Early in Miss Pettigrew Lives for a Day, the title heroine played by Frances McDormand, a down-on-her luck "governess of last resort" who keeps getting dismissed by huffy high-class London employers, strolls the streets, dejected and down. On the soundtrack? A jazzy, swinging version of the Depression-era song "Brother, Can You Spare a Dime?" And that sweet-sour mix of bright horns and sad sentiments, swinging tempos and bleak prospects, in many ways sets the tone for the film. Adapting Winifred Watson's 1939 novel, Miss Pettigrew Lives for a Day is a nearly perfect piece of entertainment for grownups, as Miss Pettigrew's desperation inspires her to fake, fib and flail her way into a job as the social secretary to American actress/singer Delysia Lafosse (Amy Adams), a young woman in severe need of professional assistance and adult supervision. It's fairly easy to predict the rough curves of Miss Pettigrew's plot within moments of meeting the leads -- Miss Pettigrew will gain joy and confidence from her exposure to Ms. Lafosse, while Ms. Lafosse will acquire wisdom and character from Miss Pettigrew's example -- but the delights of this film are in the details, and everyone involved shapes this seemingly-featherweight entertainment with expert, steady hands.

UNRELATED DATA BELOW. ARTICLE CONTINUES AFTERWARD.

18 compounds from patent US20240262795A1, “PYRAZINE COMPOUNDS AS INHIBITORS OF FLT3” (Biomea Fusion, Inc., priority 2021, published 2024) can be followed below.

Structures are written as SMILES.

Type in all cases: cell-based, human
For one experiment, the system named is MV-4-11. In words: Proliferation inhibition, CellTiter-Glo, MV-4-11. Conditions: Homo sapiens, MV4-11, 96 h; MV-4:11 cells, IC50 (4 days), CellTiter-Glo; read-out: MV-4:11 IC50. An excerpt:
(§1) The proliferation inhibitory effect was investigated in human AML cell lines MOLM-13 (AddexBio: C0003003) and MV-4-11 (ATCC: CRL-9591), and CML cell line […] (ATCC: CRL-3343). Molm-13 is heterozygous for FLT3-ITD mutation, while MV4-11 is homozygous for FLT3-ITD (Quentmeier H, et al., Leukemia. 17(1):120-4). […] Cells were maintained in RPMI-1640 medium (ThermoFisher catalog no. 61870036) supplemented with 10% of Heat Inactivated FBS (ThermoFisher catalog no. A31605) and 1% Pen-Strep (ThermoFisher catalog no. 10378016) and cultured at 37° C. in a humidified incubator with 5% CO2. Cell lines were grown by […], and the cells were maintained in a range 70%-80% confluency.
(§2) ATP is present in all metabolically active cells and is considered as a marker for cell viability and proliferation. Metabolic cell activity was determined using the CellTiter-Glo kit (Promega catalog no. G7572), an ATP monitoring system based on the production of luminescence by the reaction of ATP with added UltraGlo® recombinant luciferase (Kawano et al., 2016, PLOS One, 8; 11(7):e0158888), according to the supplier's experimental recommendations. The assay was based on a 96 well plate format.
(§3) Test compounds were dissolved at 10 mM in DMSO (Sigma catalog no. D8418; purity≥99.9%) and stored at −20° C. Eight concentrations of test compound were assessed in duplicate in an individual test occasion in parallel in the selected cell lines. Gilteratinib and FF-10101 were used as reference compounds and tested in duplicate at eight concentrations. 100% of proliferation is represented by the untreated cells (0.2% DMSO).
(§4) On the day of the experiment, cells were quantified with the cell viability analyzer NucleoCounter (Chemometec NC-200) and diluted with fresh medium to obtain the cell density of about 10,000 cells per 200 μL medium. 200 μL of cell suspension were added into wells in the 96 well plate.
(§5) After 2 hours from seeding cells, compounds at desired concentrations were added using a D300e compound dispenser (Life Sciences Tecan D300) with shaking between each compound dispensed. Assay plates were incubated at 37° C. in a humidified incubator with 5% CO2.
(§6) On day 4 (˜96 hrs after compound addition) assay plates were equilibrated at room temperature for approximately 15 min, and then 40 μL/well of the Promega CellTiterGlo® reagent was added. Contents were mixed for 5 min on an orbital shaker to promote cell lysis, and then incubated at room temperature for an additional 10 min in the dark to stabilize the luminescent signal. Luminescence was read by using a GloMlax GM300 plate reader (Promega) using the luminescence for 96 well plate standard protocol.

Miss Pettigrew is not, in fact, a social secretary; however, she's prepared to do whatever is required. And so, in her way, is Delysia; the luxurious flat where she receives Miss Pettigrew is, it turns out, not hers. Delysia is staying there as the lover of nightclub owner Nick (Mark Strong), which makes it all the more necessary that Miss Pettigrew help get Delysia's overnight guest Phil (Tom Payne) -- son of the producer of a show Delysia hopes to land the lead in -- out the door as swiftly as possible before Nick returns. Miss Pettigrew is mortified, but hardly paralyzed, and she swiftly takes charge of matters. And, in the tradition of British farce, as soon as that crisis is averted, another is ready to take its place. ...